100. Consequently, the Court considers it necessary to examine whether the other pleas put forward in support of the action are well founded, in that they relate to whether the applicant is under an obligation to repay to the Parliament the sum indicated in the contested decision, and if so to what extent.

– The third, fourth and fifth parts of the first plea

101. The third part, alleging infringement of the rights of the defence, will be examined in the context of the third plea.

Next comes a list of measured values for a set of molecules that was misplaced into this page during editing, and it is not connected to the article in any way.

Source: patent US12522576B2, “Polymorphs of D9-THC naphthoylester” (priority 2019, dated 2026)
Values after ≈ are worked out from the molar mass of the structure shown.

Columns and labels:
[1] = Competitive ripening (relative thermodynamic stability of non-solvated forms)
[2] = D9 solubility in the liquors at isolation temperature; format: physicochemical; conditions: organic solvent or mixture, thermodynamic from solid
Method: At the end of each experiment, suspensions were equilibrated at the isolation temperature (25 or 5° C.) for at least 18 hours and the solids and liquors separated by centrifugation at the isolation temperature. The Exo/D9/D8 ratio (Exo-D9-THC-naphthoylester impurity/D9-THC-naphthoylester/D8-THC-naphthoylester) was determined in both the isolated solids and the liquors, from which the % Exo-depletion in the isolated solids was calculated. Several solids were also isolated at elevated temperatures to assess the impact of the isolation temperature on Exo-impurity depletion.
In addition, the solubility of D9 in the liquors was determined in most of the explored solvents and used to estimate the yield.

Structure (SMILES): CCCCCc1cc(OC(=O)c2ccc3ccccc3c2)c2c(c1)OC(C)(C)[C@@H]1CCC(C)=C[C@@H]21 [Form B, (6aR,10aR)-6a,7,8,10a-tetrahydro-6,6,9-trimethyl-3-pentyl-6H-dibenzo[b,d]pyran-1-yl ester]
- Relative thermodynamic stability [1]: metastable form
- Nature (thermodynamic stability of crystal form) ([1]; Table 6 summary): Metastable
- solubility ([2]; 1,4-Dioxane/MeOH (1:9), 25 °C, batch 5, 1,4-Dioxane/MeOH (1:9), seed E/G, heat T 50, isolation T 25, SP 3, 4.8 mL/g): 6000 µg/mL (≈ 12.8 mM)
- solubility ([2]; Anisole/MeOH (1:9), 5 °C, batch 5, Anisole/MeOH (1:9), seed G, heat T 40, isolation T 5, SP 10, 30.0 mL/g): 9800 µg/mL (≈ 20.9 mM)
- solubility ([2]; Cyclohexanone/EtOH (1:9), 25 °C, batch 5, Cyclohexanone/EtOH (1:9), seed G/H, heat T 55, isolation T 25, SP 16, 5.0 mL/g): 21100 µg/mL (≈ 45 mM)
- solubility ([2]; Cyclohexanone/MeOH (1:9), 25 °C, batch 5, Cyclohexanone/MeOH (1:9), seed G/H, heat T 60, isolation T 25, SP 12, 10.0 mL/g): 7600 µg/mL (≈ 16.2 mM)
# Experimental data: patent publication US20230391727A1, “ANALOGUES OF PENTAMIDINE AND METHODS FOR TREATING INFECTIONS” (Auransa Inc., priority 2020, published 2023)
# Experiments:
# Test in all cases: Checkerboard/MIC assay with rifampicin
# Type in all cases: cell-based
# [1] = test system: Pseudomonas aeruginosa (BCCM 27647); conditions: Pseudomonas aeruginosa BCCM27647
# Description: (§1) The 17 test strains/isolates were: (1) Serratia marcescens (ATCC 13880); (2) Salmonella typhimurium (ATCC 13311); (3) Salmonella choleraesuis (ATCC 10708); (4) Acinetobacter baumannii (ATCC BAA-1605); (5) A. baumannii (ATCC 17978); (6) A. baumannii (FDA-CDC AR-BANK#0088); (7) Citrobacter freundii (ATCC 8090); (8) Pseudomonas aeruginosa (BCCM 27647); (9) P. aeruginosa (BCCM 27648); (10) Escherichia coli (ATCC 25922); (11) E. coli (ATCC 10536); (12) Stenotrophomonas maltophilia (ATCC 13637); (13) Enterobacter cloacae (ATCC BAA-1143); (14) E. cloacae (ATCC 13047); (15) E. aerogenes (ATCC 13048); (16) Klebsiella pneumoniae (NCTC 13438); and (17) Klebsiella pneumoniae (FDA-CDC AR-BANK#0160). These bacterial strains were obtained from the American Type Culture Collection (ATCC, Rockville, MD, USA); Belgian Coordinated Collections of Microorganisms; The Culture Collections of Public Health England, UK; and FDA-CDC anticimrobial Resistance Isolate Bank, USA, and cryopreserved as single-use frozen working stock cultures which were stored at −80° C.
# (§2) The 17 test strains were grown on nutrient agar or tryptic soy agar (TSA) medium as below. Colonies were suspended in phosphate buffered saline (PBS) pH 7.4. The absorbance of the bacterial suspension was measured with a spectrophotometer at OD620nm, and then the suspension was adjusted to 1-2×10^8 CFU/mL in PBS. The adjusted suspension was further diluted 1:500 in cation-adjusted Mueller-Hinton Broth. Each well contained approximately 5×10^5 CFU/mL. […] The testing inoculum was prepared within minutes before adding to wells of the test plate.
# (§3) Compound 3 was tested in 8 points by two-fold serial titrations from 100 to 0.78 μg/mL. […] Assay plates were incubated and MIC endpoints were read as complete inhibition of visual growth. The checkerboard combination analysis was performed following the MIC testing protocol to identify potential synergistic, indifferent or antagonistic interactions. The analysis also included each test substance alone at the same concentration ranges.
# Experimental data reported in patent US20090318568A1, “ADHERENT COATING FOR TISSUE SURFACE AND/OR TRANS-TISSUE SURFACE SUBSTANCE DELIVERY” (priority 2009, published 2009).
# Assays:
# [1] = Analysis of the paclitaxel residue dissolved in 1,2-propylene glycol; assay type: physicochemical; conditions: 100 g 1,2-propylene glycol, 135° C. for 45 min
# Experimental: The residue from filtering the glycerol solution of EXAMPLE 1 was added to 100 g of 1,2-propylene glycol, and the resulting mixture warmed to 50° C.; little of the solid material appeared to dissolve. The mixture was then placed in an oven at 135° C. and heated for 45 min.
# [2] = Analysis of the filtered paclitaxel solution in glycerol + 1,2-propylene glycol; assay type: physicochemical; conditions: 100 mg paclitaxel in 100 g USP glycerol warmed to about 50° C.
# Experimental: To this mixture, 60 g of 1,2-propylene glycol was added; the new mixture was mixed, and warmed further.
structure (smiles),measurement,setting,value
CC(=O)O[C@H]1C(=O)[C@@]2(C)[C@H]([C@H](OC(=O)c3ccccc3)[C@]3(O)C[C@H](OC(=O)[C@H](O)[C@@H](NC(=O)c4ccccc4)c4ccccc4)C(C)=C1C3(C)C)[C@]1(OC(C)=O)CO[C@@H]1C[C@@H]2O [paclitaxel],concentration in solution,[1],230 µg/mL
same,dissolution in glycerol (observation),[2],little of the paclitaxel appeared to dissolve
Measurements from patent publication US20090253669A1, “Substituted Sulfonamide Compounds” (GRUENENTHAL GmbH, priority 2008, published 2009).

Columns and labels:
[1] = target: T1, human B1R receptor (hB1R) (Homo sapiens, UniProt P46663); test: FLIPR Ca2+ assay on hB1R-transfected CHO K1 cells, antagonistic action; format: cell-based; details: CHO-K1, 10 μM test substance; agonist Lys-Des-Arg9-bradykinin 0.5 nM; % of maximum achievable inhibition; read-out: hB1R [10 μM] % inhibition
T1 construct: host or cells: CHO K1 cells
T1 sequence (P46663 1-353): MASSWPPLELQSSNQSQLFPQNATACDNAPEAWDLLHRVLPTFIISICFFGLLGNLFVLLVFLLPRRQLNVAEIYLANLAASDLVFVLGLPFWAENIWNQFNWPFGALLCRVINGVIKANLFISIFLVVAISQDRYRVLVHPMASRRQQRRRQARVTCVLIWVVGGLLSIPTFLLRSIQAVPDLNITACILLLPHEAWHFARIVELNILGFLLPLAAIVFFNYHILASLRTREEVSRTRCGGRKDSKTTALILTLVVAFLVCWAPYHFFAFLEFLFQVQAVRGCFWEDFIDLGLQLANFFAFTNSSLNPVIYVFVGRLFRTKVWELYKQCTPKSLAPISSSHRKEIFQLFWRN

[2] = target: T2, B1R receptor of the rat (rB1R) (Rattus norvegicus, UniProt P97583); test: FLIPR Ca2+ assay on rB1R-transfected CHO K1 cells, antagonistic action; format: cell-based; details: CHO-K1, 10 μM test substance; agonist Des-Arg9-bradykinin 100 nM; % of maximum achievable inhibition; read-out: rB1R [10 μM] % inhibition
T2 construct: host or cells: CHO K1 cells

102. With regard to the infringement of the principle of equality concerning the publication of the names of Members in dispute with the Parliament and the infringement of the provisions on the protection of personal data (see paragraph 69 above), it is sufficient to note that the applicant does not indicate specific actions by the Parliament that would constitute such an infringement nor the data that were allegedly disclosed nor the alleged connection between such disclosure and the contested decision. The distribution of a press review collating articles on the present case does not constitute an action connected to the contested decision. Moreover, it is common ground that the articles in question were written by persons who had no connection whatsoever with the Parliament. The third part of the first plea must therefore be dismissed.